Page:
08-The Congress met at Erzerum on the 23 rd July, 1919

The Congress met at Erzerum on the 23 rd July, 1919

As all the world knows, the Congress met at Erzerum on the 23 rd July, 1919, in a humble schoolroom. On the first day I was elected Chairman.

In my opening speech I informed the assembly as to the real state of affairs and, in a certain measure, the aim we had in view. I emphasis ed the fact that it was surely impossible to imagine that there was one patriot in the country who was not already perfectly well aware of the dark and tragic dangers that surrounded us, and who was not deeply stirred by them.

I spoke of the attacks that had been made against me and of the occupation of the country which had been carried out in total dis regard of the stipulations of the armistice.

I told them that history will never fail to recognise the existence and the rights of a nation, and that the judgment pronounced against our country and the nation would surely not be ignored. I solemnly laid stress on the certainly that the power that will have the last word to say on the subject of the preservation of the sacred rights of our country, and ensure that their resolution and determination shall be respected and honoured, reposes in the undaunted spirit that inspires the national movement and which, like an electric flash, penetrates even to the remotest parts of our country.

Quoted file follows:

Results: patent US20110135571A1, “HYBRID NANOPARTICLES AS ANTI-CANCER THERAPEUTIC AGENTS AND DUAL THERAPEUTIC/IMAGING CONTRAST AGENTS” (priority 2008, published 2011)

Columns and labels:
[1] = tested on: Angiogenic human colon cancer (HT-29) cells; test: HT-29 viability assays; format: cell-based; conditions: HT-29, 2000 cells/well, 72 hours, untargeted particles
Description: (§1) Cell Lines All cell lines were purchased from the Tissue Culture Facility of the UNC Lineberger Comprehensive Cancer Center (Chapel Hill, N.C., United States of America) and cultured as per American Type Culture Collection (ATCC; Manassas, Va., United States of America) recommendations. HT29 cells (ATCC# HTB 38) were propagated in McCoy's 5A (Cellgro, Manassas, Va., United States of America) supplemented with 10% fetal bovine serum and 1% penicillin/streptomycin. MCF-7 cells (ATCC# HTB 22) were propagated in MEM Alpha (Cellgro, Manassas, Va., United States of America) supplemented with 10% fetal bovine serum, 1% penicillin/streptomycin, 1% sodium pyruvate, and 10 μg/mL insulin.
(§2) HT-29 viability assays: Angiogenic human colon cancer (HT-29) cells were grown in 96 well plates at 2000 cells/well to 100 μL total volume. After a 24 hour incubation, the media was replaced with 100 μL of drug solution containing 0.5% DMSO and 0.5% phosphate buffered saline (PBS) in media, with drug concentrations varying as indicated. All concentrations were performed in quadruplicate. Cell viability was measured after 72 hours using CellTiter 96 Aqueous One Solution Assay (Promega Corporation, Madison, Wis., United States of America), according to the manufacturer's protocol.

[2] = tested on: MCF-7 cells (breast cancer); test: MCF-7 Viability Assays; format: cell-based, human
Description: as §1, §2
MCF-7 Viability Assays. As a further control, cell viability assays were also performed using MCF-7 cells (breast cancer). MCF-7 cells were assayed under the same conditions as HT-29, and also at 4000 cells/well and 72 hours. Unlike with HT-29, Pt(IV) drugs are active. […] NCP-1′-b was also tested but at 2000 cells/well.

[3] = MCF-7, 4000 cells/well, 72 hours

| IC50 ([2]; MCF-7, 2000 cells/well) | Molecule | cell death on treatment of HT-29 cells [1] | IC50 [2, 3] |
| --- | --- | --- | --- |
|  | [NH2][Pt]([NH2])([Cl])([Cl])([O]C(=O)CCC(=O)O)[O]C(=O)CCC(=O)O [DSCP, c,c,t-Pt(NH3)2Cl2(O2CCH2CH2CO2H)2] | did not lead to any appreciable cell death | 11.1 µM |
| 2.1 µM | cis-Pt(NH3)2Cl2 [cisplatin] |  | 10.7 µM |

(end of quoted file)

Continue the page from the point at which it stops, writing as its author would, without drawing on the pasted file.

To raise the spirits of the assembly, I then proceeded to survey the facts regarding the activity exhibited by all downtrodden nations to maintain their national rights at the present time. I expressed clearly that the will of the Turkish Nation to be master of her own destiny could only spring from Anatolia, and, as a first step, I suggested the creation of the National Areopagus founded on the will of the people, and the formation of a Government that derives its strength from this same will. 5S

The Congress at Erzerum lasted a fortnight. Its labours were confined to the drawing up of regulations and deciding upon the wording of a manifesto in which they were to be published.

Apart from certain views and questions of minor importance, so far as their form and matter is concerned, if we examine the contents of these documents within the limitations of time and environment, we can deduce from them a certain number of governing principles and resolutions which are of the greatest value to us.

With your permission, I shall give you some idea of my opinions at this time about these principles and decisions.

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